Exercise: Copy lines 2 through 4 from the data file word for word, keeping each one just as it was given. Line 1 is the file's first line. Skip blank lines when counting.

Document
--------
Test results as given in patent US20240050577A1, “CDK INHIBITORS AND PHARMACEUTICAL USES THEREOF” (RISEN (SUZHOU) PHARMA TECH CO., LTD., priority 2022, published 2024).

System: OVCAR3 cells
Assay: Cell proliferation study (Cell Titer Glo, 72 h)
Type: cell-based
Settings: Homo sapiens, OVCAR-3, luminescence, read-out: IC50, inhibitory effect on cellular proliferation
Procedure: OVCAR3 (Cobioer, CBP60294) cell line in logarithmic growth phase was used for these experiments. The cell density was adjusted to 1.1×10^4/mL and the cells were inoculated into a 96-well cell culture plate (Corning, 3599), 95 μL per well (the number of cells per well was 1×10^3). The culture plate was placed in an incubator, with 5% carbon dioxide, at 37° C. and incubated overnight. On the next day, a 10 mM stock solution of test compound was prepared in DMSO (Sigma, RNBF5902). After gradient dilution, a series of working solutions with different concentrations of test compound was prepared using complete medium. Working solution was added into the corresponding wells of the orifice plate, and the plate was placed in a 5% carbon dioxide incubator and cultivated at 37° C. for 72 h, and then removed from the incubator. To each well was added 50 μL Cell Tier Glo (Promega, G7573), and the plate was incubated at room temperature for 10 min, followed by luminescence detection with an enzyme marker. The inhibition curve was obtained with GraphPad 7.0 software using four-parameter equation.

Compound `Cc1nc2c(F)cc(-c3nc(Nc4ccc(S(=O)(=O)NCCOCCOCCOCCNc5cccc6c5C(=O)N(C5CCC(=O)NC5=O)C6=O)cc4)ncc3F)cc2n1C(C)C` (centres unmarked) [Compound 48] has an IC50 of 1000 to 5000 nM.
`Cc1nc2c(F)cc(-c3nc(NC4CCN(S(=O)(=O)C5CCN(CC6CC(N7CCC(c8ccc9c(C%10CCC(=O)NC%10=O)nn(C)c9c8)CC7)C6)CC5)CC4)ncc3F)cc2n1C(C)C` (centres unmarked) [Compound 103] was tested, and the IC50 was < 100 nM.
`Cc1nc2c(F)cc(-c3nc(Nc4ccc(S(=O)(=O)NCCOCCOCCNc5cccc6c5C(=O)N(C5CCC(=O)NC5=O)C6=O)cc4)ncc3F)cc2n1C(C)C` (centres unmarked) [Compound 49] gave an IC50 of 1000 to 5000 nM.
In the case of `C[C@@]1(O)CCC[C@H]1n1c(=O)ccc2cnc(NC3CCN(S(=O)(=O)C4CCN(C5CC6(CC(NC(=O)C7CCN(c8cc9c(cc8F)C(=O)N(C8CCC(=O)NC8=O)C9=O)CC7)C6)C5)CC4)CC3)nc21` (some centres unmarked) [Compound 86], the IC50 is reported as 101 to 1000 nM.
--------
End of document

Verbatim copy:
System: OVCAR3 cells
Assay: Cell proliferation study (Cell Titer Glo, 72 h)
Type: cell-based